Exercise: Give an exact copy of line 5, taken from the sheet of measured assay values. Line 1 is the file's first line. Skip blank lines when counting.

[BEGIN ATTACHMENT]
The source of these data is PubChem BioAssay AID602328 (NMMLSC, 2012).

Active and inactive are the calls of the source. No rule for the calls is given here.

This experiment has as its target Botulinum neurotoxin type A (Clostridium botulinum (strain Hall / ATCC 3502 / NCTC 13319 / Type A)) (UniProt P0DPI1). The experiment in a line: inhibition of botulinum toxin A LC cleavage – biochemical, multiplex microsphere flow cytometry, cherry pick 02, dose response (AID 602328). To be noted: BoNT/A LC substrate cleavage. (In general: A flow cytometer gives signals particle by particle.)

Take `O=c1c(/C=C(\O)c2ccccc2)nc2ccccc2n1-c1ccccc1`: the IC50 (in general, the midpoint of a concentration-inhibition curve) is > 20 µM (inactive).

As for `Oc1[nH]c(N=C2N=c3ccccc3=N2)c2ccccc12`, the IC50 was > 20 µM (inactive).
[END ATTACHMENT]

As for `Oc1[nH]c(N=C2N=c3ccccc3=N2)c2ccccc12`, the IC50 was > 20 µM (inactive).